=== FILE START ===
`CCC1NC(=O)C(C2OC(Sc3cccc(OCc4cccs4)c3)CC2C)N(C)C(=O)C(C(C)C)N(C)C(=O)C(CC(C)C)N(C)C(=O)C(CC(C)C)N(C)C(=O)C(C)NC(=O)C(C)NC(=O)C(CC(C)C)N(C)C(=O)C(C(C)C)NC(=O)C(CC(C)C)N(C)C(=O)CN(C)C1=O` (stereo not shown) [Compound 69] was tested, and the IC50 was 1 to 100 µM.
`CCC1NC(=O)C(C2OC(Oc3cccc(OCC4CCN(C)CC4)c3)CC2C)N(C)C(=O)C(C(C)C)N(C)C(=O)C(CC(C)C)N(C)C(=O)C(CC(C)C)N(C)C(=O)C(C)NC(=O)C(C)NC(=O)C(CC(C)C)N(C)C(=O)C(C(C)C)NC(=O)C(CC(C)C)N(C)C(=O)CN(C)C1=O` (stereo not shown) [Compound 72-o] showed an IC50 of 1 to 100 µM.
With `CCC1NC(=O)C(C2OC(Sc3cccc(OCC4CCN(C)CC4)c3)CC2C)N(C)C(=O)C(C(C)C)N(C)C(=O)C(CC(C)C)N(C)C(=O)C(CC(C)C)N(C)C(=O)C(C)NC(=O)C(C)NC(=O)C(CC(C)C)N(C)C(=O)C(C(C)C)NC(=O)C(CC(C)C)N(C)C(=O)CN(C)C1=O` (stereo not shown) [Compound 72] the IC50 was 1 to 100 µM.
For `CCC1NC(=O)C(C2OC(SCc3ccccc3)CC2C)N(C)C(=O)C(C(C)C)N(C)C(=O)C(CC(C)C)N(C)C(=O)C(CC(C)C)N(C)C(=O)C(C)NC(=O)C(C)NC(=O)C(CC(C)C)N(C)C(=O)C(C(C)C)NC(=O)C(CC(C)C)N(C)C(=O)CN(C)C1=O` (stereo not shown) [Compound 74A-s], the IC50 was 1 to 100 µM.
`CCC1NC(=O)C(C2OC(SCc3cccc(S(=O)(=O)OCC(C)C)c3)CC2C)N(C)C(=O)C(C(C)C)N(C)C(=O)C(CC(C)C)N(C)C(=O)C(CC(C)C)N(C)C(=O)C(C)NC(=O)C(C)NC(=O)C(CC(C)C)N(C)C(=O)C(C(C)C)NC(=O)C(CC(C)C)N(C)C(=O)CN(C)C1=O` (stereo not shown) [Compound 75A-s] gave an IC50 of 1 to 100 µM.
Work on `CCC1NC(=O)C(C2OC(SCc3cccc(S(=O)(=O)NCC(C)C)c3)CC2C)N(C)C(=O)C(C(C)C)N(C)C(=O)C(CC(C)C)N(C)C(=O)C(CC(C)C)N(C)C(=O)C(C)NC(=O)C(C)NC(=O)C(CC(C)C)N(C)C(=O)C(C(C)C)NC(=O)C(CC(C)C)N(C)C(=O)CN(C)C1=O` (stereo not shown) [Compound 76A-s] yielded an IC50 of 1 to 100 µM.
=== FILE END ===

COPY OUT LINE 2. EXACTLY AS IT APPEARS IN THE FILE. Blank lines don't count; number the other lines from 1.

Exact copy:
`CCC1NC(=O)C(C2OC(Oc3cccc(OCC4CCN(C)CC4)c3)CC2C)N(C)C(=O)C(C(C)C)N(C)C(=O)C(CC(C)C)N(C)C(=O)C(CC(C)C)N(C)C(=O)C(C)NC(=O)C(C)NC(=O)C(CC(C)C)N(C)C(=O)C(C(C)C)NC(=O)C(CC(C)C)N(C)C(=O)CN(C)C1=O` (stereo not shown) [Compound 72-o] showed an IC50 of 1 to 100 µM.